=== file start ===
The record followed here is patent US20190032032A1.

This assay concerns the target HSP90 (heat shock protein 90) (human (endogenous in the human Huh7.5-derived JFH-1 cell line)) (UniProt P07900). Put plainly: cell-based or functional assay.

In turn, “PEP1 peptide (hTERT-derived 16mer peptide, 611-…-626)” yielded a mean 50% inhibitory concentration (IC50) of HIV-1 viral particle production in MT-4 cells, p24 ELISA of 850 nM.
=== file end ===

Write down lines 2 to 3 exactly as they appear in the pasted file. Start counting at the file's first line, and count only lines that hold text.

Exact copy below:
This assay concerns the target HSP90 (heat shock protein 90) (human (endogenous in the human Huh7.5-derived JFH-1 cell line)) (UniProt P07900). Put plainly: cell-based or functional assay.

In turn, “PEP1 peptide (hTERT-derived 16mer peptide, 611-…-626)” yielded a mean 50% inhibitory concentration (IC50) of HIV-1 viral particle production in MT-4 cells, p24 ELISA of 850 nM.